So I would never say "fuck logic because I don't feel like following logic today", but I could say: my earlier assumptions were wrong and I have to revise my conclusions.
Very helpful. From past comments he's made, I *think* this (revising) is what he's doing.

I have a pronounced ESxJ-friend with whom I generally get along well, but sometimes we've had serious fights arise in the past diverging from rather stupid issues. It typically is a matter of him talk-talk-talk in a way I don't even have the chance to consider and formulate a response (though the formulation itself is considered logically by him and this is not entirely untrue either), it pisses me of until I loose my patience and try to make him clear in a merciless outburst that people must learn to think before they talk.
Guilty.


When attempting to convince him of something, clearly show you have an open mind and interested in his input, that every step of your logic seems the most rational one that you could think of, but that he is very welcome to disagree with you so (everything is up to debate). Now you can have an inspiring open discussion.
I'm thinking about printing this off to be my "Discussion Template." (= Maybe if I'm literally holding it in front of me, I'll be able to adhere to the guidelines.... maybe. /= Sigh. At least I'd try. I'm not totally without logic. I regularly ask myself, "Was that effective?" When relying on Feelings (especially when interacting with my husband) the answer is almost always, "No." Maybe in a million more years, I'll actually get good at this.

[Silina: it seems like a pretty incomplete equation. If you do X then Y will happen. But why will Y happen because of X? Why should it happen because of X? Why is X true? Why is X the most optimal thing? Why is Y derived from X the most optimal conclusion? It can be pretty obvious that X will lead to Y. But that isn't really the interesting question, the interesting questions are the "why's" and "shoulds" in this particular instance.

And remember any answer that resembles "because it is/that's just how it is" without a properly laid out justification is always a bad answer. So next time you say "Do x otherwise y will happen" also explain why it should happen and justify why it's the most optimal conclusion.]
I'll add this to my "Discussion Template."
 

Grayman

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#15
EX: The last two instances I've texted him, I've apologized for some of my past behavior and I've shared a little of what I've learned. Both instances, not a single response. I'm only assuming he's gotten the texts because in between these "relationship texts" I also texted him concerning our kid & he responded to the kid-related texts.
I recieved a positive intimate text from my wife the other day and I took the whole day to consider a reply back. Sometimes I get texts from people that are positive as well and never reply because I procrastinated and thought about the proper response so long that I never actually got to responding. If the text requires a more logical response related to something I understand well i can respond instantly. The more complicated the answer the more I spend considering it and I am more likely to not respond simply because I procrastinated to the extent that I lost all the energy required to firmulate my many thoughts into text.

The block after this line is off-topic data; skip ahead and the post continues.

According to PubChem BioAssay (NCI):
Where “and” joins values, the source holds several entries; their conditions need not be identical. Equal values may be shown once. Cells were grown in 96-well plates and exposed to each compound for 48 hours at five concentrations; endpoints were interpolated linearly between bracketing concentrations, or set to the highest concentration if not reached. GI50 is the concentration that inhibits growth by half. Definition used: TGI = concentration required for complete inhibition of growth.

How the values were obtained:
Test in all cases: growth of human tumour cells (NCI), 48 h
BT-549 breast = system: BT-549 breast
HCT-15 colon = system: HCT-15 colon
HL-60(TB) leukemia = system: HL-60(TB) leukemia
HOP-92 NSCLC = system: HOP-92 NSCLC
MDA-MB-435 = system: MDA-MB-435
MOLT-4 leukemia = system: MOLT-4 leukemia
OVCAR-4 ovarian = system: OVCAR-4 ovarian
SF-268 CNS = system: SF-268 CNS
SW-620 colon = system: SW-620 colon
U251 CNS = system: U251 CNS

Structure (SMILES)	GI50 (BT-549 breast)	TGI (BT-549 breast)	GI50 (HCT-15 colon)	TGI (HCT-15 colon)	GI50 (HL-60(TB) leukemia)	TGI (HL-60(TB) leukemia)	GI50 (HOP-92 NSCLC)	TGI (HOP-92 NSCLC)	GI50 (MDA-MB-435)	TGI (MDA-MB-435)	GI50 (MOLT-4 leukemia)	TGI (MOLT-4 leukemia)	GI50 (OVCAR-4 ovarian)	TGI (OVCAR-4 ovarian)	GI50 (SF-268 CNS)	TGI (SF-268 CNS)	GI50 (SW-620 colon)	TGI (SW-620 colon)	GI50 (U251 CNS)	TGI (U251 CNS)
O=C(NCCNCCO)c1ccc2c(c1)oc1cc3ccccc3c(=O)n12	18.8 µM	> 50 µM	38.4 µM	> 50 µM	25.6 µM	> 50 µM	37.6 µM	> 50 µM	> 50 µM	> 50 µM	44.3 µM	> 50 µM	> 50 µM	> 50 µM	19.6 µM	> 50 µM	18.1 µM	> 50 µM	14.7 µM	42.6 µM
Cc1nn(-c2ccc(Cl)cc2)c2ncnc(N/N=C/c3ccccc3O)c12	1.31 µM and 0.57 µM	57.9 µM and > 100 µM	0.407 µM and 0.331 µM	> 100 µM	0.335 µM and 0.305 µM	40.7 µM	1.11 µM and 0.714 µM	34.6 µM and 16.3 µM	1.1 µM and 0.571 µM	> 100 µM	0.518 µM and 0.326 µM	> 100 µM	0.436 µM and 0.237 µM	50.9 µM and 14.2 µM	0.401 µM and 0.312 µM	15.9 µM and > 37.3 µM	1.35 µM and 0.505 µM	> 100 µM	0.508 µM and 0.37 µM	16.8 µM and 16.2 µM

It is necer because I dont care or am ignoring the person. I always think deepky about what they say and give it much consideration.
 
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#16
Can somebody shed some light on this:

It's very normal for me to share my thoughts & feelings with my INTP husband and him have no response. It usually happens via text or email. It used to really upset me when I open my heart and become vulnerable to only feel totally disregarded. In latter years, I've mostly come to accept it and I usually don't expect a response when I'm sharing anything emotional or relationship related. I'd still like a response of course, but it's just the way things are.

Can anyone tell me what might be going on in his INTP head? As an ESFJ, if I ignored somebody, it would likely be because A) what they were saying was annoying the crap out of me, or B) I was already upset with them.

EX: The last two instances I've texted him, I've apologized for some of my past behavior and I've shared a little of what I've learned. Both instances, not a single response. I'm only assuming he's gotten the texts because in between these "relationship texts" I also texted him concerning our kid & he responded to the kid-related texts.
I think I prefer face to face for that kind of stuff. With text/email I have no idea what the emotion is behind what you said, I don't even get the tone of your voice. For something sensitive like that, I'd be afraid to misinterpret what you said and bothered at not knowing your expression when you react to my response. That being said... even in person we might not know how to respond right away (although you'd still get at least a subdued facial expression from me), and then it might be awkward to respond later. And I can also definitely see INTPs saying those sorts of things in text/email instead of in person if they're afraid of a negative emotional response.